Trees for Timber, Fuel or Making Things
An extract from “The Little Book of Planting Trees” by Max Adams 2018.
“Few projects give more satisfaction than growing trees to use as fuel or to make things. From the simple cut hazel rod for a walking stick or garden support, to pines, oaks and beech for construction, furniture, carving and all types of timber for wood burners, cutting wood from trees that you have grown is immensely gratifying. And it’s never too late to start – in ten years you could be fuel self-sufficient from scratch.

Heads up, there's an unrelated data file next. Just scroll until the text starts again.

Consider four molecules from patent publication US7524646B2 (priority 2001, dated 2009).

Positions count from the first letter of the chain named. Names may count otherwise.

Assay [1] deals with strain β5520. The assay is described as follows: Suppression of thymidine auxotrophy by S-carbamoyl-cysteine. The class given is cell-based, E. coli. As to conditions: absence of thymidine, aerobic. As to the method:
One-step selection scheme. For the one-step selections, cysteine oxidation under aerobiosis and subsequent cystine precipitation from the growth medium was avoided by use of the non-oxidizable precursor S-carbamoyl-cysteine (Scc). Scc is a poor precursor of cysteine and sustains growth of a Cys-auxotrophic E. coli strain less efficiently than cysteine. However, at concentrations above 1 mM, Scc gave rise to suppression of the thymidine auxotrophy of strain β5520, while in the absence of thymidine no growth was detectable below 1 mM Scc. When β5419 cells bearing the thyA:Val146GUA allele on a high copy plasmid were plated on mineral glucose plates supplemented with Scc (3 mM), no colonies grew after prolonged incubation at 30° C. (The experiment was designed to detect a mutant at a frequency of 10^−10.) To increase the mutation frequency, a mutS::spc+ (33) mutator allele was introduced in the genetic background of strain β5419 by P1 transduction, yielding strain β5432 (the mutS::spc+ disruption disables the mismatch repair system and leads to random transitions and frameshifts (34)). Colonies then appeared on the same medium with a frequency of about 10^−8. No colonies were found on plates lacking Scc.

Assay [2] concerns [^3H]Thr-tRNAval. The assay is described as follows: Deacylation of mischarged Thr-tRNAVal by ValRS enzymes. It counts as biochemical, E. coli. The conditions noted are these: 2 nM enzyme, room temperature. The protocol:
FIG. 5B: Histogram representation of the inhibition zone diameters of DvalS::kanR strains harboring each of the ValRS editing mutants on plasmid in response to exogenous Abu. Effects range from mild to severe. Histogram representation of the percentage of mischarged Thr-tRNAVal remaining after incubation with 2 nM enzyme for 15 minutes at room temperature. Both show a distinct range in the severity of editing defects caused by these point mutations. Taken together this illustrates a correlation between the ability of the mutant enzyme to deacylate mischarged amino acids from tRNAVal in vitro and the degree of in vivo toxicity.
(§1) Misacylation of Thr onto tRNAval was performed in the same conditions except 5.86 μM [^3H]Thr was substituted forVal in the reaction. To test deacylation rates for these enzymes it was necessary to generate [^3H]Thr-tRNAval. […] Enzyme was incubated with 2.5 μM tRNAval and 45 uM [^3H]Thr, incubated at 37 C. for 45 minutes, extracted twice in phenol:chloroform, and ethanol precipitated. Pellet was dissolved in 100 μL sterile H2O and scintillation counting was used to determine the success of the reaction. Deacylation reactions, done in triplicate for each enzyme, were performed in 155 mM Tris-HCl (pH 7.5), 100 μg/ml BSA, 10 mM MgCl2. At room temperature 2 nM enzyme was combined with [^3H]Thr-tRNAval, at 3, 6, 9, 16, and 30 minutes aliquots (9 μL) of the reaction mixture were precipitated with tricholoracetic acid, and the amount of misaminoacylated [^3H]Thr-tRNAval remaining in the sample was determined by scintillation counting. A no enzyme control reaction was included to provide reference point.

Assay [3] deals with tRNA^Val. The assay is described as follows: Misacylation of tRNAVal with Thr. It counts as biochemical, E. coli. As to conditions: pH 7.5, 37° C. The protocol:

Good trees for fuel include beech and oak, all fruit woods (which give off a divine aroma on an open fire), birch, sycamore and Scots pine. Fast-growing willow is now often planted as a commercial fuel crop. It is generally thought that to be completely self-sufficient in fuel wood for a family home you would need about 2.5 hectares (7 acres) of trees. An acre should produce a ton of new wood every year; cut each acres on a seven year cycle and you’ll be able to harvest 7 tonnes per year – for ever. But with modern lean-burn stoves about 4-5 tonnes should easily provide most of the heat for a home. I have often built wood stores for my own timber, doubling the satisfaction. There’s an old saying that wood warms you three times: once when you cut it, once when you stack it, and finally when you burn it. I can vouch for that.”
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